Berlin Mythbusters

Berlin Mythbusters

Getty Images

With a history of two world wars, two dictatorships, a bunker, and a wall dividing the city, Berlin is a place full of urban legend. But contemporary Berlin also has its secret spaces and anonymous artists who adorn the city. How much do you know about Berlin? Test your knowledge with these Berlin mythbusters.

1. Berlin has more bridges than Venice.

TRUE. This is not a Berlin urban myth. The main river flowing through the city is the Spree, but there are another four, as well as six canals, which comprise more than 110 miles of waterways and 7,400-plus acres of lakes. Throughout the city you can cross these rivers and canals using quaint, old, romantic bridges, as well as huge, new, shiny steel and concrete ones.

2. Berlin is "poor, but sexy."

TRUE. Berlin's mayor, Klaus Wowereit famously made this statement in 2003. The city is a vibrant melting pot of struggling artists and musicians from all over the world, who fuel Berlin's exciting cultural scene. It's a kind of urban myth that feeds itself: Berlin is a creative city, so creative people come to the city. Creative industries account for more than 20 percent of the city's GDP. But there is also a darker side to Berlin. The city is in debt to the tune of 60 billion euros, and in some areas unemployment is around 20 percent.

3. Berlin is a mecca for techno music.

TRUE. Berlin's techno scene is the stuff of urban legend, with world-class clubs like Berghain and Tresor tucked away in the city's industrial underbelly. The pull of techno draws tens of thousands of clubbers to the city every year. However, in recent years, there's been an influx of bright-eyed singer-songwriters with guitars in hand, who are forging their own path. While techno is what Berlin is known for, these singer-songwriters are Berlin's new underground music scene.

4. The Berlin Wall was built to keep out the West.

FALSE. This is one of Berlin's most popular urban myths. After the end of the World War II, the German Democratic Republic, or GDR, was founded in 1949. For the next 11 years, more than 3.6 million people fled from socialist East Germany to the West. To put a stop to it, the GDR government took brutal action and built the Berlin Wall in August 1961, thereby dividing a city and families in the process. Up to 100,000 people tried to escape in the 28 years that the wall stood, and hundreds were killed.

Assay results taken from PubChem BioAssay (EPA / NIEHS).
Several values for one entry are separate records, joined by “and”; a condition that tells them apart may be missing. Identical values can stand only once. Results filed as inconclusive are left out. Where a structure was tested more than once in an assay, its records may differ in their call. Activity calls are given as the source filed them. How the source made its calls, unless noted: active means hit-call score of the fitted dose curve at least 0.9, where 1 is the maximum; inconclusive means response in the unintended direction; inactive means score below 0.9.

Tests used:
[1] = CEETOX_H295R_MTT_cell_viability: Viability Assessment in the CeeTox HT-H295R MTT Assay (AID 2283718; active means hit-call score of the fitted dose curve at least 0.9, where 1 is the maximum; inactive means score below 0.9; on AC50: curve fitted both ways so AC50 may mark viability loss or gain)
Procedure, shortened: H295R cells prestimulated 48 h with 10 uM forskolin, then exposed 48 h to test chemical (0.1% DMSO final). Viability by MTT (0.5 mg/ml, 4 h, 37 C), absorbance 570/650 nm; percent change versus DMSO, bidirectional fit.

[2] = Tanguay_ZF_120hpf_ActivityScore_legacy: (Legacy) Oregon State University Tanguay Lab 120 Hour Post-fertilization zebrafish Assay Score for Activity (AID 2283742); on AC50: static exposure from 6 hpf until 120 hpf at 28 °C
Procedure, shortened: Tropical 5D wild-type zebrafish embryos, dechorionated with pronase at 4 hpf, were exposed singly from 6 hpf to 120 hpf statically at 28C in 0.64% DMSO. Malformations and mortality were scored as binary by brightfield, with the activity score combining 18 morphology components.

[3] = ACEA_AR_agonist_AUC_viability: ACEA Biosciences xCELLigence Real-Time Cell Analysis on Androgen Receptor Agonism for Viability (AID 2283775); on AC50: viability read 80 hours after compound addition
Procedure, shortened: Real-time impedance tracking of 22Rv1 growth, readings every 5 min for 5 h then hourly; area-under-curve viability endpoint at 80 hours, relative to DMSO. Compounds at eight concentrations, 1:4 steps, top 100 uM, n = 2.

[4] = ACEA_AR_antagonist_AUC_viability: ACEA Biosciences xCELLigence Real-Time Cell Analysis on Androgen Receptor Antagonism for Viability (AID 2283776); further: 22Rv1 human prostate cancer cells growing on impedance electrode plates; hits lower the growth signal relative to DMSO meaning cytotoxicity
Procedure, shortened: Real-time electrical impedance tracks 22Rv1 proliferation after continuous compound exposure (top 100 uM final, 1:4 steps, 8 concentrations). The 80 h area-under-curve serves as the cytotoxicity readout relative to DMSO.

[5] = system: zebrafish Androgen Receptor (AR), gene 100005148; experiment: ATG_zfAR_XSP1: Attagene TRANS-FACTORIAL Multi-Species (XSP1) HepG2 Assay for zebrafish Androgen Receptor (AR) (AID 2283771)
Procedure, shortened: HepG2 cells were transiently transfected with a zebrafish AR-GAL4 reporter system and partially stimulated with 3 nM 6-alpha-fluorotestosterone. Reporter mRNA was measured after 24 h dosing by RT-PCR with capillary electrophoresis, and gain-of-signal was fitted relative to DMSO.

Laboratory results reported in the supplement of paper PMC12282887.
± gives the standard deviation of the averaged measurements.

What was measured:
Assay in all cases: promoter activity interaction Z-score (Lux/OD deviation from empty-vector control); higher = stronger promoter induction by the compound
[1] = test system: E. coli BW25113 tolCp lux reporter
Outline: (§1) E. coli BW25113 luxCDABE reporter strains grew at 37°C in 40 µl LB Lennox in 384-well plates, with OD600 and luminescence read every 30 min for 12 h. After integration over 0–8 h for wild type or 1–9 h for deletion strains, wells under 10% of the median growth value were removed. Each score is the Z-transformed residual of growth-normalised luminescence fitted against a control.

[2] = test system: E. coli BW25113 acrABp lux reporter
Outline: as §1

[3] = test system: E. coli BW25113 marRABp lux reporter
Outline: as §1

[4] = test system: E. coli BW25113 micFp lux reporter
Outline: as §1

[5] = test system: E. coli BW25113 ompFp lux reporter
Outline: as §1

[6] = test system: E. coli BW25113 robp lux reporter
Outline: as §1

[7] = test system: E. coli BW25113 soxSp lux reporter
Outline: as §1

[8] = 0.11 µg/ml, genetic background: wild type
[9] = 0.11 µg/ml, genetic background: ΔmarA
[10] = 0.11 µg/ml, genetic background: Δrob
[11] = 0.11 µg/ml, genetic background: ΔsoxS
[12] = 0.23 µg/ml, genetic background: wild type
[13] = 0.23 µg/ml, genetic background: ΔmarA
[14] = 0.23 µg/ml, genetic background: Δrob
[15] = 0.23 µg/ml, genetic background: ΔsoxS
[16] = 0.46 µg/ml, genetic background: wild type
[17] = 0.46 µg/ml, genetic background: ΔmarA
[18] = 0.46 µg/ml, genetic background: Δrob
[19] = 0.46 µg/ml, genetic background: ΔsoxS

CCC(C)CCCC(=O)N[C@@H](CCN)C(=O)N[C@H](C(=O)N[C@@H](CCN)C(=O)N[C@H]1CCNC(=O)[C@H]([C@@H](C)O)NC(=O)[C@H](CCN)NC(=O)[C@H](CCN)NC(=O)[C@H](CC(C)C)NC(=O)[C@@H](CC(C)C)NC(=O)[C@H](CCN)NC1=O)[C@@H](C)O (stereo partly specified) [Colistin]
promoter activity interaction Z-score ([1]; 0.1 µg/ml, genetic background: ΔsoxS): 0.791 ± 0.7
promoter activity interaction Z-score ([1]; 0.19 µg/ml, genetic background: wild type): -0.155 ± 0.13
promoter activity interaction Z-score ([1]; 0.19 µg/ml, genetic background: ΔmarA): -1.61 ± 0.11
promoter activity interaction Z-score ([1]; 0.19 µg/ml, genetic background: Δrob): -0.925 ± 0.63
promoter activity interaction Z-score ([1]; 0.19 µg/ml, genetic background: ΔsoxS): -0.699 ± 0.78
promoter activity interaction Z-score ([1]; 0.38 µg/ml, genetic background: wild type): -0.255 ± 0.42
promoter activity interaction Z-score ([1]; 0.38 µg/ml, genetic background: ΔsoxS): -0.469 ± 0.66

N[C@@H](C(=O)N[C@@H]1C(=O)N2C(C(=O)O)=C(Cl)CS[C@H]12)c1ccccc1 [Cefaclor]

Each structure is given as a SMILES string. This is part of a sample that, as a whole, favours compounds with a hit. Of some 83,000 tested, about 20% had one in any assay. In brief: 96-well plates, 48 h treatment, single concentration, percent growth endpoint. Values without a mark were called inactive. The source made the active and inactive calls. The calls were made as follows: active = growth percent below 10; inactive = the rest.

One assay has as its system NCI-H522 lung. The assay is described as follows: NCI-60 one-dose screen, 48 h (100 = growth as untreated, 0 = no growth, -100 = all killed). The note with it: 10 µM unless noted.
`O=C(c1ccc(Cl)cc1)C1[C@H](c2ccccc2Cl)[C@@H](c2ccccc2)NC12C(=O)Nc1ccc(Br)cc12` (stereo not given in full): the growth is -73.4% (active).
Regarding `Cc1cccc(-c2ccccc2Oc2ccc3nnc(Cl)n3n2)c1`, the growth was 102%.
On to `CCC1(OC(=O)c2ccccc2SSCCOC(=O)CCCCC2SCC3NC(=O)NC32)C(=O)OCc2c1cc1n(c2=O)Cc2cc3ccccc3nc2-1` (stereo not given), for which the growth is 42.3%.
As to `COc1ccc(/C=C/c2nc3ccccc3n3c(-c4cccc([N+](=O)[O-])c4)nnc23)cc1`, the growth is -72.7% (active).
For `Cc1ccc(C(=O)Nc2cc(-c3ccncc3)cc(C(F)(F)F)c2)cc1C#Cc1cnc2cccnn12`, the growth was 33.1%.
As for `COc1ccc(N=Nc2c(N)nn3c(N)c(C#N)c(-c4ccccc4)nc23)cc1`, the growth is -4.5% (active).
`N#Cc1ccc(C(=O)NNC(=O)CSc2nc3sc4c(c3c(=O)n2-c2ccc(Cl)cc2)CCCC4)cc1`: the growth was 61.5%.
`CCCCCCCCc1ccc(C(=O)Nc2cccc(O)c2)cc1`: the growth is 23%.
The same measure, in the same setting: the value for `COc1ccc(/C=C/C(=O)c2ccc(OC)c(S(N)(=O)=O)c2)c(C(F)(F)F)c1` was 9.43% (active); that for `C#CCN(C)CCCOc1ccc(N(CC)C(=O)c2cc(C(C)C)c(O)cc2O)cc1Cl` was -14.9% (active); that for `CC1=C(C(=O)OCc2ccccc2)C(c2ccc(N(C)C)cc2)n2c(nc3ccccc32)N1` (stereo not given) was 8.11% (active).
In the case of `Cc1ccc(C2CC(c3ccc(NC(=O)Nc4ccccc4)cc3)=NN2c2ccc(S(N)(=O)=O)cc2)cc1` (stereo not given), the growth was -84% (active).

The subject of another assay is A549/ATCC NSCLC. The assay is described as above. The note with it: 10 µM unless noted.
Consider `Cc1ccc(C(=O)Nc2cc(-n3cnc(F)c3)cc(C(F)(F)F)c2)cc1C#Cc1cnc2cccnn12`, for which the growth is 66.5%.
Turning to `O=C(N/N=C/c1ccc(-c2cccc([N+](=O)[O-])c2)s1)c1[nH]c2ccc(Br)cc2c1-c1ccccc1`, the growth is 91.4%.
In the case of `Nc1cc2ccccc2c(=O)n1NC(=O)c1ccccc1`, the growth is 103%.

5. The Stasi – the East German Secret Police – collected scent samples.

TRUE. The Stasi were the feared Ministry of State Security in the German Democratic Republic. While Berlin urban legend abounds on their techniques and strategies, there's no doubt that the Stasi were both brutal and thorough. They collected scent samples so that in the event a person came under suspicion again, they could be tracked with sniffer dogs. The Stasi bugged apartments and workplaces and used tiny cameras to spy on East German citizens. From 1950 through 1989, it is believed that 274,000 East Germans were hired by the Stasi to spy on each other. The legacy of such suspicion and fear is still being felt in Germany today. Sadly, this is not a case for Berlin mythbusters.

6. Urban art is illegal in Berlin.

TRUE. Walking around the city, with its splashes of color from graffiti and stencil artists, you'd be forgiven for thinking that it was legal here. Unfortunately, this is one of our Berlin mythbusters. Despite the fact that urban art is illegal, however, Berlin-based street artists have become legends in the urban environment, livening up the city and carving a niche for themselves in the international street art scene. While there are thousands of illegal works in alleyways (including a few by the infamous Banksy), there are also five-story-high commissioned murals by some of the world's most famous artists. Check out work by Blu, HuskMitNavn, El Bocho and Faith 47.

7. Currywurst is one of Berlin's most famous dishes.

TRUE. But what is this fabled culinary delight? Germans are renowned for their sausage-making skills – known as Wurst. Berlin urban legend has it that Herta Heuwer invented the sauce for Currywurst by adding curry powder to tomato ketchup. For some reason Berliner's love this bizarre fast food snack and talk it up to every tourist in town. But let's be clear here: it's just a pork sausage covered in ketchup with curry on the top.

More Berlin Articles From Our Partners
Read Full Story

From Our Partners